Go for a Business that Any Idiot Can Run

Warren Buffett? Peter Lynch?

Dear Quote Investigator: In 2008 I read an interview with the super-investor Warren Buffett in which he said you should put your money into a company that can be run by an idiot because eventually it will be run by an idiot. But that advice sounded familiar to me. Did someone offer this recommendation before Buffett?

Quote Investigator: You are correct that similar advice antedates the 2008 comment from Buffett; however, Buffett was not asserting originality. He credited the idea to a generic speaker identified as: “they”.

Here is an excerpt from a 2008 May 20 story from the Associated Press [BUF]:

“They say in the stock market, ‘Buy into a business that’s doing so well an idiot could run it, because sooner or later, one will,'” Buffett said.

Although Buffett is not specific in his attribution the words can be traced to an individual. Peter Lynch was a stock market wunderkind of the 1980s who managed a fund called Fidelity Magellan and achieved a remarkable annual return of close to 30 percent. In his bestselling 1989 book “One Up On Wall Street” Lynch said:

Getting the story on a company is a lot easier if you understand the basic business. That’s why I’d rather invest in panty hose than in communications satellites, or in motel chains than in fiber optics. The simpler it is, the better I like it. When somebody says, “Any idiot could run this joint,” that’s a plus as far as I’m concerned, because sooner or later any idiot probably is going to be running it.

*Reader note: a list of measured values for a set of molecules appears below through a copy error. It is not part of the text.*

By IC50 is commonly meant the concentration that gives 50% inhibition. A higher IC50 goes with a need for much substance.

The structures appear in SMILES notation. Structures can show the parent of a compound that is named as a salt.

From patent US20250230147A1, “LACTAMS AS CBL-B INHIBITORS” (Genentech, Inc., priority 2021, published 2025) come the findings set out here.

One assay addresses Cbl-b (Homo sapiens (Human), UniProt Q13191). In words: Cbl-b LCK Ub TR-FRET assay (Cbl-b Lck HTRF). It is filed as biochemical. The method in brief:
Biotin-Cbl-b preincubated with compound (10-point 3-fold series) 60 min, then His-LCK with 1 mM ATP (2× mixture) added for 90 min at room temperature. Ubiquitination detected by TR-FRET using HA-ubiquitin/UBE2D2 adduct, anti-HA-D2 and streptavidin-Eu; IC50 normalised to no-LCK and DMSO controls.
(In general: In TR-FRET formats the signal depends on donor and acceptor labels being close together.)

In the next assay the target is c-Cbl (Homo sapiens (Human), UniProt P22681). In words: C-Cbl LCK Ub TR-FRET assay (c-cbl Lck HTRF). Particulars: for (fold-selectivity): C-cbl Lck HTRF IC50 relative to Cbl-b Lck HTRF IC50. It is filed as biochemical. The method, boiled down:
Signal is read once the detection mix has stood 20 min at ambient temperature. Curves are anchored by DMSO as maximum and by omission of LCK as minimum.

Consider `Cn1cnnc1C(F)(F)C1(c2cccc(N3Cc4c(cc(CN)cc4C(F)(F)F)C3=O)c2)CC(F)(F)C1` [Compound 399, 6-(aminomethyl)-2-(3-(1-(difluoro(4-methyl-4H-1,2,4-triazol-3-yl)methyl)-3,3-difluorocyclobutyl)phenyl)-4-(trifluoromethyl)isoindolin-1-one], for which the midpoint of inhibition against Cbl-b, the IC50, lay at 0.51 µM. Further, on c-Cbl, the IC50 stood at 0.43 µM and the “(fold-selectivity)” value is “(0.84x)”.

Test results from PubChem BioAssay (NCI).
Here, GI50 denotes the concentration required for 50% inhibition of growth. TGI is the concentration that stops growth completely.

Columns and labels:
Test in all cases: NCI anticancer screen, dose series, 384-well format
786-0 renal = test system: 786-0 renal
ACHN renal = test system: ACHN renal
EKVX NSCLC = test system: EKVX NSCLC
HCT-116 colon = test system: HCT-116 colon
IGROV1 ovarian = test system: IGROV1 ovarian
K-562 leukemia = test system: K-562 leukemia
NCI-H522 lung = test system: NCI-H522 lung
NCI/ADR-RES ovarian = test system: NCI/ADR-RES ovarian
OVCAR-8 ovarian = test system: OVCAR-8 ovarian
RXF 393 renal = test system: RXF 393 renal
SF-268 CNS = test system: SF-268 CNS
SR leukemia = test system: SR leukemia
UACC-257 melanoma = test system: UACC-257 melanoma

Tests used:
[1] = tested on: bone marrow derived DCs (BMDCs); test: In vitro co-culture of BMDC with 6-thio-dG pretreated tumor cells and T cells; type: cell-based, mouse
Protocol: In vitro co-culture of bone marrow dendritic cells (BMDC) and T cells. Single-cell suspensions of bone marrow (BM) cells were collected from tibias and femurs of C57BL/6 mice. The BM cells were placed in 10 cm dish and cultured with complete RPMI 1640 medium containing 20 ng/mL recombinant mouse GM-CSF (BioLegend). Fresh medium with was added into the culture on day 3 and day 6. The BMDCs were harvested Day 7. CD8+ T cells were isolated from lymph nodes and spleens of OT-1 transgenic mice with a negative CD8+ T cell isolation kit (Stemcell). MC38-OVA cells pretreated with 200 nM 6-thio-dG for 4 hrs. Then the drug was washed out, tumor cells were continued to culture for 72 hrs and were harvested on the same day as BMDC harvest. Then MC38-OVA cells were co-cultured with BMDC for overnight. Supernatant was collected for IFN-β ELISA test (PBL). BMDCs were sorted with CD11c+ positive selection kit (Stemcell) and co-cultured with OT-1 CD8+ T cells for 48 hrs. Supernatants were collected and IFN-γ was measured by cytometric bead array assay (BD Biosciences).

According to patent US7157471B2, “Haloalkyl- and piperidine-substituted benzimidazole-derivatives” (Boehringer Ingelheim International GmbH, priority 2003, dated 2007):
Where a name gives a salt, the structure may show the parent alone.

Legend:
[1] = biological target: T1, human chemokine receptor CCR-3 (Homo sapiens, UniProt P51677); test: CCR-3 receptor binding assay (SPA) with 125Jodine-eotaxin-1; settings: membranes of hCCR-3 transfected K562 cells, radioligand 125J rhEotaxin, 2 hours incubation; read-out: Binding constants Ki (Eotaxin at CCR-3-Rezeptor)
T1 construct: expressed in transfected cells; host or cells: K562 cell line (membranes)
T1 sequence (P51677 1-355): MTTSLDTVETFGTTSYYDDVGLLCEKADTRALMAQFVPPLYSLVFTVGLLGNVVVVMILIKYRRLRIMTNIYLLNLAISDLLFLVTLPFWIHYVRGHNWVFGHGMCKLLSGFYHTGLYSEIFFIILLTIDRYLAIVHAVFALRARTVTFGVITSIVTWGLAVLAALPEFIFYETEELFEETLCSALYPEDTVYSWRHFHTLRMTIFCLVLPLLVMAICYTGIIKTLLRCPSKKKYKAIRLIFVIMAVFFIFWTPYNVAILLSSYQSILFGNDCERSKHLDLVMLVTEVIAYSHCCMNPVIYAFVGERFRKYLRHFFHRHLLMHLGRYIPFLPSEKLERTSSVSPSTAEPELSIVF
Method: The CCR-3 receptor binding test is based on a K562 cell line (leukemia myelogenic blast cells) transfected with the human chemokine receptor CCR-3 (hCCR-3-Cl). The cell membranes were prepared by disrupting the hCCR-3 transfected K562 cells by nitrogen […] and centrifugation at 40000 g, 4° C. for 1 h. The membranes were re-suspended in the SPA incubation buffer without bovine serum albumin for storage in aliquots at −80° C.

This passage of text is not easy to use as a compact quotation since Lynch is commenting on the words of an anonymous “somebody”. But there is another self-contained version from Peter Lynch that appears in the newspaper USA Today in 1989 [PL2]:

Lynch visited USA TODAY last week and talked about where amateur investors most often go wrong when they invest in individual stocks. … “Go for a business that any idiot can run – because sooner or later any idiot probably is going to be running it.”

So the questioner may have read or heard the advice of Lynch and that is why it sounded familiar. Thanks for the question.

[BUF] 2008 May 20, Star-Herald, Buffett says he prefers a Democrat for president, Page 7A, Scottsbluff/Gering, Nebraska. (NewspaperArchive)

[PL1] 1989, One Up On Wall Street by Peter Lynch with John Rothchild, Chapter 8, Simon and Schuster, New York. (Text checked with Amazon Look Inside: First Fireside Edition 2000, Page 130)

[PL2] 1989 March 7, USA Today, “Track Companies, Not Markets [FINAL Edition]”, Page 04.B, McLean, Virginia. (ProQuest National Newspapers)